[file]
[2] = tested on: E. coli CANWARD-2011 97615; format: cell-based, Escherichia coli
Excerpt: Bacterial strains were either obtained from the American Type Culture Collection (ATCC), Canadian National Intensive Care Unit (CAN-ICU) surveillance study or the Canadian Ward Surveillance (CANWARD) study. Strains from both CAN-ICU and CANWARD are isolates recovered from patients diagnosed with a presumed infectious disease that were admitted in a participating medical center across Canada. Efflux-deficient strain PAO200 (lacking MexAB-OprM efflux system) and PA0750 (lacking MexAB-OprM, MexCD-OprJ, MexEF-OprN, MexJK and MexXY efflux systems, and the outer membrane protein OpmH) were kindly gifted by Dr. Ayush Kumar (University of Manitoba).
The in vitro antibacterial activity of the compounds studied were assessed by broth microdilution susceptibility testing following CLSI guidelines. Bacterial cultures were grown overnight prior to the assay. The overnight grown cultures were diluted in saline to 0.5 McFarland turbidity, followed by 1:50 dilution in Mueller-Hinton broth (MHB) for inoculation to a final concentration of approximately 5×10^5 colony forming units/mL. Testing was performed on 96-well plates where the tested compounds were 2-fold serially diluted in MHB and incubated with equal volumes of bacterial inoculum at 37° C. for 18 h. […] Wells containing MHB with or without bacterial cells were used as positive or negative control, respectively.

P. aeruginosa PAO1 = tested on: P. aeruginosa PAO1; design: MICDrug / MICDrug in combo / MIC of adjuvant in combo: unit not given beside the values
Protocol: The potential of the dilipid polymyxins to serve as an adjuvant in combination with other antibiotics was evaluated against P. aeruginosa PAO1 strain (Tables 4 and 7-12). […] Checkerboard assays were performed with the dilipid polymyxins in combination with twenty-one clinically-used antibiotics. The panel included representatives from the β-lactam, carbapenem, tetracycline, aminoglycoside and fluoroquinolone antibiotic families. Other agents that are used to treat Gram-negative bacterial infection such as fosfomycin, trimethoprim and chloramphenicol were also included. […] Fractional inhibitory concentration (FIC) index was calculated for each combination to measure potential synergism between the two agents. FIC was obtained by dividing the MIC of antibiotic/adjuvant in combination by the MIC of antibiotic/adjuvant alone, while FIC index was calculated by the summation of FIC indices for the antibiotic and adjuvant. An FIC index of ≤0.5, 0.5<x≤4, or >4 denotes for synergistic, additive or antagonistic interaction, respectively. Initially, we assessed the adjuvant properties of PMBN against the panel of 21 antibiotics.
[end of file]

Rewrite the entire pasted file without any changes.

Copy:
[2] = tested on: E. coli CANWARD-2011 97615; format: cell-based, Escherichia coli
Excerpt: Bacterial strains were either obtained from the American Type Culture Collection (ATCC), Canadian National Intensive Care Unit (CAN-ICU) surveillance study or the Canadian Ward Surveillance (CANWARD) study. Strains from both CAN-ICU and CANWARD are isolates recovered from patients diagnosed with a presumed infectious disease that were admitted in a participating medical center across Canada. Efflux-deficient strain PAO200 (lacking MexAB-OprM efflux system) and PA0750 (lacking MexAB-OprM, MexCD-OprJ, MexEF-OprN, MexJK and MexXY efflux systems, and the outer membrane protein OpmH) were kindly gifted by Dr. Ayush Kumar (University of Manitoba).
The in vitro antibacterial activity of the compounds studied were assessed by broth microdilution susceptibility testing following CLSI guidelines. Bacterial cultures were grown overnight prior to the assay. The overnight grown cultures were diluted in saline to 0.5 McFarland turbidity, followed by 1:50 dilution in Mueller-Hinton broth (MHB) for inoculation to a final concentration of approximately 5×10^5 colony forming units/mL. Testing was performed on 96-well plates where the tested compounds were 2-fold serially diluted in MHB and incubated with equal volumes of bacterial inoculum at 37° C. for 18 h. […] Wells containing MHB with or without bacterial cells were used as positive or negative control, respectively.

P. aeruginosa PAO1 = tested on: P. aeruginosa PAO1; design: MICDrug / MICDrug in combo / MIC of adjuvant in combo: unit not given beside the values
Protocol: The potential of the dilipid polymyxins to serve as an adjuvant in combination with other antibiotics was evaluated against P. aeruginosa PAO1 strain (Tables 4 and 7-12). […] Checkerboard assays were performed with the dilipid polymyxins in combination with twenty-one clinically-used antibiotics. The panel included representatives from the β-lactam, carbapenem, tetracycline, aminoglycoside and fluoroquinolone antibiotic families. Other agents that are used to treat Gram-negative bacterial infection such as fosfomycin, trimethoprim and chloramphenicol were also included. […] Fractional inhibitory concentration (FIC) index was calculated for each combination to measure potential synergism between the two agents. FIC was obtained by dividing the MIC of antibiotic/adjuvant in combination by the MIC of antibiotic/adjuvant alone, while FIC index was calculated by the summation of FIC indices for the antibiotic and adjuvant. An FIC index of ≤0.5, 0.5<x≤4, or >4 denotes for synergistic, additive or antagonistic interaction, respectively. Initially, we assessed the adjuvant properties of PMBN against the panel of 21 antibiotics.